You’ve no doubt heard of Meryl Streep’s response when asked what her views were on the all-white judging panel at the Berlin Film Festival. She was reported to have said “we’re all Africans, really”.
The quote was first reported by Associated Press on February 11, but then became the pretext of a number of think-pieces – most of them critical, including dismissals of her view with comments like “we thought you were better than this“.
I think it fairly obvious why her comment (as reported) was considered offensive, and also think that response reasonable. In the context of the all-white Oscars and continued concerns regarding unequal pay for male and female actors, her remark would have appeared flippant – unconcerned with the possibility, never mind the reality, of some sort of systemic discrimination.
Note that this is a different issue to actually having a debate around instances of possible discrimination – we could, for example, compare how many leading actors were black and in the sorts of movies that typically get nominated for Oscars with how many actually got nominated, and thereby determine (or gather some clues) whether the nominations are or are not disproportionately white (leaving aside possible discrimination in who gets the roles in the first place).
It’s different because that analysis or comparison at least engages with the issue, whereas Streep’s comments seemed to simply dismiss the concern, saying (in effect) that seeing as we’re all Africans, those who are concerned about the distribution of black versus white skins are missing the point.
Some folk, mostly on Twitter, promptly tried to defend her claim, saying yes, we all come from Africa in some ur sense. But this literalism also misses the point, in that it comes across as equally dismissive. It focuses on surface-level meaning only [that links to a good piece on argumentative discourse], and misses the political implications this glibness can have in the fight for equal treatment.
Now, 10 days later, we find out that Streep didn’t say what we were told she said – or rather that the remarks were sufficiently de-contextualised that they became completely misrepresented.
First, she was not responding to a question about the all-white jury. She was responding to a question about how easy or difficult it was for judges to understand movies set in different cultural environments.
Second, she was making the claim that even though we operate in different cultural environments, there is enough in common in those various cultures that we are able to translate ideas and themes portrayed in movies across them. She was saying, in short, that there are universal human themes in movies.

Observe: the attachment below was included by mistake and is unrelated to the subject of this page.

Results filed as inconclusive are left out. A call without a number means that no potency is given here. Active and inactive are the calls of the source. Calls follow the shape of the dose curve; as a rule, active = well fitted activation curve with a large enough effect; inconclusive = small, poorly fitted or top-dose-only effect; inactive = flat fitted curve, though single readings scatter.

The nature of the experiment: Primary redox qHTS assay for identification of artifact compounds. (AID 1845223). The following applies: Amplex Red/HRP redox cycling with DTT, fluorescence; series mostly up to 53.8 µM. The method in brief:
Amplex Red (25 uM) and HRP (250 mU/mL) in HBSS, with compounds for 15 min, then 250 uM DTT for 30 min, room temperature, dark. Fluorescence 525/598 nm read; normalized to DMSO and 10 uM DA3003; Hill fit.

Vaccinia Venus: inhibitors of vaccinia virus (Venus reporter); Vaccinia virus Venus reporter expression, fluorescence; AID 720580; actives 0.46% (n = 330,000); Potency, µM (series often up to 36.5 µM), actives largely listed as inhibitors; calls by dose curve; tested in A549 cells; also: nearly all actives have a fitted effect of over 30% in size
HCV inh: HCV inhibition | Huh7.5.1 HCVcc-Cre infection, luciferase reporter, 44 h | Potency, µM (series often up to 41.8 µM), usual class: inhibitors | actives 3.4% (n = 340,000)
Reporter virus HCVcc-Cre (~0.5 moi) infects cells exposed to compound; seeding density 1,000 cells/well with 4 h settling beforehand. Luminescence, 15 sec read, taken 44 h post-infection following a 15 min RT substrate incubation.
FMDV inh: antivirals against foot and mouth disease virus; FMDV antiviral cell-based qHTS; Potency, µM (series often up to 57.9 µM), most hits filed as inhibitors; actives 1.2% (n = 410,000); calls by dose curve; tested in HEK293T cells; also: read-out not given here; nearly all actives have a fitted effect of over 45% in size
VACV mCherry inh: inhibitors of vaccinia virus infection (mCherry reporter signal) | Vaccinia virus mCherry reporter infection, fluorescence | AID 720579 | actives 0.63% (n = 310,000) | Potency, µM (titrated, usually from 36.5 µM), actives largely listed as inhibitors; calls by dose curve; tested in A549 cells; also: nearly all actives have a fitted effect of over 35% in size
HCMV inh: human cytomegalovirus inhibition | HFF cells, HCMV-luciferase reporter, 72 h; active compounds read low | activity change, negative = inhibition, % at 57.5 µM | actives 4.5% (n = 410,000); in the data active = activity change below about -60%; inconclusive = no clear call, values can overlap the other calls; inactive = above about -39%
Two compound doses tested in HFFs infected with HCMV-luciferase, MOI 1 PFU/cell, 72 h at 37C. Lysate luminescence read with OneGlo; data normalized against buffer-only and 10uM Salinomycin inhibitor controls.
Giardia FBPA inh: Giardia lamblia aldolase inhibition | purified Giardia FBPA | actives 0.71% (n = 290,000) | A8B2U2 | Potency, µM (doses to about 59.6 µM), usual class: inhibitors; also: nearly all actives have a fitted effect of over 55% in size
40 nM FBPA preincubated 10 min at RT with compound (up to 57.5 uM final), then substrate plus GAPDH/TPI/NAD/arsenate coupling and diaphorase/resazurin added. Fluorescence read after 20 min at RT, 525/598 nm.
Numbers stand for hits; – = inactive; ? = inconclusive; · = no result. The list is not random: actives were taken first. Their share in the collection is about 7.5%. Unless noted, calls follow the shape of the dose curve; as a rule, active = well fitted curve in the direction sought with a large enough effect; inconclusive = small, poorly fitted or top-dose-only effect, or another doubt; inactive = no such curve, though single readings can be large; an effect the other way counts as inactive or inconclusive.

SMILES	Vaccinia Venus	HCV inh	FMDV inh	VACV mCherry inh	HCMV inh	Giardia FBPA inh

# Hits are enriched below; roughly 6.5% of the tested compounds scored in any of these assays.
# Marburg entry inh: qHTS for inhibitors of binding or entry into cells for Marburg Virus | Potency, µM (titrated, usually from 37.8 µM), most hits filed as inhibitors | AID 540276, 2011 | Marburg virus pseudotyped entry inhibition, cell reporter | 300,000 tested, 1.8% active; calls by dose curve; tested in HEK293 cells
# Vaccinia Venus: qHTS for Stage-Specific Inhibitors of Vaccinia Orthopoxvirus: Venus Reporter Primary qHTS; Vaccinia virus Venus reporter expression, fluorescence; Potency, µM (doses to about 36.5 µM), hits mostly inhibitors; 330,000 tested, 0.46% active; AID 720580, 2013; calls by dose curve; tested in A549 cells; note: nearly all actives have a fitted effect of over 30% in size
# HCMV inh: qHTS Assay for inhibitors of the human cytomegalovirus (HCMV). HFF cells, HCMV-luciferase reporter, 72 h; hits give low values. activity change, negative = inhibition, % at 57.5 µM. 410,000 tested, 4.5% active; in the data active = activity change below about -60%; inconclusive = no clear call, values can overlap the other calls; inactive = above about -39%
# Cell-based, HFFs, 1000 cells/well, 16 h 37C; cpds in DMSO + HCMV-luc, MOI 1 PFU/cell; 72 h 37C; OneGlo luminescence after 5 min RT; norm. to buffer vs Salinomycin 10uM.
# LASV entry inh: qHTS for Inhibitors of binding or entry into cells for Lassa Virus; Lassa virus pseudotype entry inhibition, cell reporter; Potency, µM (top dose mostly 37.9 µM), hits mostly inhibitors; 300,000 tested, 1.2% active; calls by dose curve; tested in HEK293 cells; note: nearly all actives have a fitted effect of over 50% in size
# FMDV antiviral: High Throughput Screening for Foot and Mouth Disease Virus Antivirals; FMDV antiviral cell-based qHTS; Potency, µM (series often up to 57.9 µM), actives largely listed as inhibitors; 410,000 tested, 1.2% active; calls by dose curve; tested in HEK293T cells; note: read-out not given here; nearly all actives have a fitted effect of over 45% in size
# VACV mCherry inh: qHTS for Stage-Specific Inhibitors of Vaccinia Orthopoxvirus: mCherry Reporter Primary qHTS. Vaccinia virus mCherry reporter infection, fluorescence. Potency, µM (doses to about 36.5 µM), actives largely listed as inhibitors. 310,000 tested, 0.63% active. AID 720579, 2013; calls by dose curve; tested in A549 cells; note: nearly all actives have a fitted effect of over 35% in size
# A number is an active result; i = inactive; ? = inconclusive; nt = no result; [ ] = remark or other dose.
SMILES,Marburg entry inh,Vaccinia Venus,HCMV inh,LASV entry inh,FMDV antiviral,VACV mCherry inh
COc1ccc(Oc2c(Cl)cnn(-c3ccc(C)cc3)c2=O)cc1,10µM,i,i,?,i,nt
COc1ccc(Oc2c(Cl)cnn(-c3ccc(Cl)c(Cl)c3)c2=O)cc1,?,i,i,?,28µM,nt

The thing that I notice is that we’re all, there is a core of humanity that travels right through every culture. And, after all, we’re all from Africa originally. We’re all Berliners, we’re all Africans, really.
Not so controversial now, is it, especially when you note that she was specifically asked about an African film (which explains the mention of Africa), and that the festival was being held in Berlin (explaining the mention of Berlin).
So here, again, Twitter offered us a demonstration of the “filter bubble“, where
participants in online communities may find their own opinions constantly echoed back to them, which reinforces their individual belief systems. This can create significant barriers to critical discourse within an online medium.
Another emerging term for this echoing and homogenizing effect on the Internet within social communities is cultural tribalism.
I’ll give you some examples of what people on Twitter were saying below (including The Independent, who tell us that “Meryl Streep had a truly horrible response to questions about diversity”), but will first close by noting two things:
- With the speed at which things “go viral” on the Internet, and especially Twitter, misinformation gets out of hand very quickly – whether it’s fake news of a death, or fake news of someone saying something “outrageous”.
- Once these stories are out there, they have an advantage in terms of how likely people are to continue believing them. This is because the corrections to those stories often come weeks later, and are never as salacious as the original news.
What that means – and you know this, even if (like me) you sometimes fail to live up to the standards you should – is that we should be incredibly careful about contributing to the mass hysteria that Twitter can encourage.
Check the sources, and if you’re not sure, don’t tweet it.
South African readers or others who happen to be familiar with the the recent blackface/purpleface thing at Stellenbosch University (SU) will of course see the parallels – except that the SU thing is more troubling in terms of its potential consequences.
The women in question (at SU) will likely spend their remaining years at SU under suspicion of being racists, and have already experienced trauma that was completely undeserved.
Meryl Streep is probably untouchable by Twitter, but most of us are not. Be careful and considerate out there.